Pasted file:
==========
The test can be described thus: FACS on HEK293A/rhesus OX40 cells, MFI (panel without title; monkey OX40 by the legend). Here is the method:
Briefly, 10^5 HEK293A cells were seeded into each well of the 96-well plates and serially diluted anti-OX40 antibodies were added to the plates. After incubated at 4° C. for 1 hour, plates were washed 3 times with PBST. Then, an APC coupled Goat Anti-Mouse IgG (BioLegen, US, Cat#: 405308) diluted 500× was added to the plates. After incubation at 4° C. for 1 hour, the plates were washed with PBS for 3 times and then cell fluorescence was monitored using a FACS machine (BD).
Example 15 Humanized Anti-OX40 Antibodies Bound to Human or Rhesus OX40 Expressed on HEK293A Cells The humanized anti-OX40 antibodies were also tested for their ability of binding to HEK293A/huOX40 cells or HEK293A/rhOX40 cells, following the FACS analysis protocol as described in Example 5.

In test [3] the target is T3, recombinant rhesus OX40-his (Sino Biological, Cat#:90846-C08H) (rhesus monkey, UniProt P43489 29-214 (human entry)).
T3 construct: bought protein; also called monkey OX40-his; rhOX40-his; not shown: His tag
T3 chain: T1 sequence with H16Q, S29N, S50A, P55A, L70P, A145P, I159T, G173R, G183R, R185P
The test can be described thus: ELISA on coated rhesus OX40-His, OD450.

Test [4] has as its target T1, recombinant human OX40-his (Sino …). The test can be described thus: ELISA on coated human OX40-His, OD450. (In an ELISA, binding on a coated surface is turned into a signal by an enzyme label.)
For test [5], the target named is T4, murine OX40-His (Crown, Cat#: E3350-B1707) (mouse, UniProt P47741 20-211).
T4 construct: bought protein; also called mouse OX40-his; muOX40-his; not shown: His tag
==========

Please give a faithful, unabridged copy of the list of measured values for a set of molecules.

The test can be described thus: FACS on HEK293A/rhesus OX40 cells, MFI (panel without title; monkey OX40 by the legend). Here is the method:
Briefly, 10^5 HEK293A cells were seeded into each well of the 96-well plates and serially diluted anti-OX40 antibodies were added to the plates. After incubated at 4° C. for 1 hour, plates were washed 3 times with PBST. Then, an APC coupled Goat Anti-Mouse IgG (BioLegen, US, Cat#: 405308) diluted 500× was added to the plates. After incubation at 4° C. for 1 hour, the plates were washed with PBS for 3 times and then cell fluorescence was monitored using a FACS machine (BD).
Example 15 Humanized Anti-OX40 Antibodies Bound to Human or Rhesus OX40 Expressed on HEK293A Cells The humanized anti-OX40 antibodies were also tested for their ability of binding to HEK293A/huOX40 cells or HEK293A/rhOX40 cells, following the FACS analysis protocol as described in Example 5.

In test [3] the target is T3, recombinant rhesus OX40-his (Sino Biological, Cat#:90846-C08H) (rhesus monkey, UniProt P43489 29-214 (human entry)).
T3 construct: bought protein; also called monkey OX40-his; rhOX40-his; not shown: His tag
T3 chain: T1 sequence with H16Q, S29N, S50A, P55A, L70P, A145P, I159T, G173R, G183R, R185P
The test can be described thus: ELISA on coated rhesus OX40-His, OD450.

Test [4] has as its target T1, recombinant human OX40-his (Sino …). The test can be described thus: ELISA on coated human OX40-His, OD450. (In an ELISA, binding on a coated surface is turned into a signal by an enzyme label.)
For test [5], the target named is T4, murine OX40-His (Crown, Cat#: E3350-B1707) (mouse, UniProt P47741 20-211).
T4 construct: bought protein; also called mouse OX40-his; muOX40-his; not shown: His tag